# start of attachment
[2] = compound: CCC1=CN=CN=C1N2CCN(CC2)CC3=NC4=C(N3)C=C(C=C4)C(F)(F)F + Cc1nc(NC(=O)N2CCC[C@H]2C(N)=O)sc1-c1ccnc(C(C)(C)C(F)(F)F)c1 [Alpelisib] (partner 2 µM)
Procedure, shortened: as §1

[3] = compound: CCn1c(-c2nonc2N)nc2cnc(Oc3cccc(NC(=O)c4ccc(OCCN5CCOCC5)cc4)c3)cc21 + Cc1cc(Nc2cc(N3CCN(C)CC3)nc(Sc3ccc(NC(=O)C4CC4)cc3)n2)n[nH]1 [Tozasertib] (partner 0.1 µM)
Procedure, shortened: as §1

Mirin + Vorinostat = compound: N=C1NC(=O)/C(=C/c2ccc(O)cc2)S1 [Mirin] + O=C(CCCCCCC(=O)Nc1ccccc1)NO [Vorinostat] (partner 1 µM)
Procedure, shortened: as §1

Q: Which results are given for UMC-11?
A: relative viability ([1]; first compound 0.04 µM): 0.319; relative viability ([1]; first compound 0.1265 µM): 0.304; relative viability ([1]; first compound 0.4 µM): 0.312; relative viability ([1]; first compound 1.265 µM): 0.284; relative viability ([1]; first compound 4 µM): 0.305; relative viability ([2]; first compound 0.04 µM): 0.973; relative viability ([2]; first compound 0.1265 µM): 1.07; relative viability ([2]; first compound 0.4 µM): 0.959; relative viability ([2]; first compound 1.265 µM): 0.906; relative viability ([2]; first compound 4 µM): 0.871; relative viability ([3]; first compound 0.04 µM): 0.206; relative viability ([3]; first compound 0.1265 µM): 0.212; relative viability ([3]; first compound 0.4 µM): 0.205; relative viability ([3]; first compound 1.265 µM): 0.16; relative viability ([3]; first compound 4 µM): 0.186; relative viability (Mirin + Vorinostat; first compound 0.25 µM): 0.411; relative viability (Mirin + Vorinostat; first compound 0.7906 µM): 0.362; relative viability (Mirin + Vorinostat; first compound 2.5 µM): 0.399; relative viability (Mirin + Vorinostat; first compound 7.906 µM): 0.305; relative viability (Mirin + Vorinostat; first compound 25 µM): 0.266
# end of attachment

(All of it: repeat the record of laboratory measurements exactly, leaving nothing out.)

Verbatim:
[2] = compound: CCC1=CN=CN=C1N2CCN(CC2)CC3=NC4=C(N3)C=C(C=C4)C(F)(F)F + Cc1nc(NC(=O)N2CCC[C@H]2C(N)=O)sc1-c1ccnc(C(C)(C)C(F)(F)F)c1 [Alpelisib] (partner 2 µM)
Procedure, shortened: as §1

[3] = compound: CCn1c(-c2nonc2N)nc2cnc(Oc3cccc(NC(=O)c4ccc(OCCN5CCOCC5)cc4)c3)cc21 + Cc1cc(Nc2cc(N3CCN(C)CC3)nc(Sc3ccc(NC(=O)C4CC4)cc3)n2)n[nH]1 [Tozasertib] (partner 0.1 µM)
Procedure, shortened: as §1

Mirin + Vorinostat = compound: N=C1NC(=O)/C(=C/c2ccc(O)cc2)S1 [Mirin] + O=C(CCCCCCC(=O)Nc1ccccc1)NO [Vorinostat] (partner 1 µM)
Procedure, shortened: as §1

Q: Which results are given for UMC-11?
A: relative viability ([1]; first compound 0.04 µM): 0.319; relative viability ([1]; first compound 0.1265 µM): 0.304; relative viability ([1]; first compound 0.4 µM): 0.312; relative viability ([1]; first compound 1.265 µM): 0.284; relative viability ([1]; first compound 4 µM): 0.305; relative viability ([2]; first compound 0.04 µM): 0.973; relative viability ([2]; first compound 0.1265 µM): 1.07; relative viability ([2]; first compound 0.4 µM): 0.959; relative viability ([2]; first compound 1.265 µM): 0.906; relative viability ([2]; first compound 4 µM): 0.871; relative viability ([3]; first compound 0.04 µM): 0.206; relative viability ([3]; first compound 0.1265 µM): 0.212; relative viability ([3]; first compound 0.4 µM): 0.205; relative viability ([3]; first compound 1.265 µM): 0.16; relative viability ([3]; first compound 4 µM): 0.186; relative viability (Mirin + Vorinostat; first compound 0.25 µM): 0.411; relative viability (Mirin + Vorinostat; first compound 0.7906 µM): 0.362; relative viability (Mirin + Vorinostat; first compound 2.5 µM): 0.399; relative viability (Mirin + Vorinostat; first compound 7.906 µM): 0.305; relative viability (Mirin + Vorinostat; first compound 25 µM): 0.266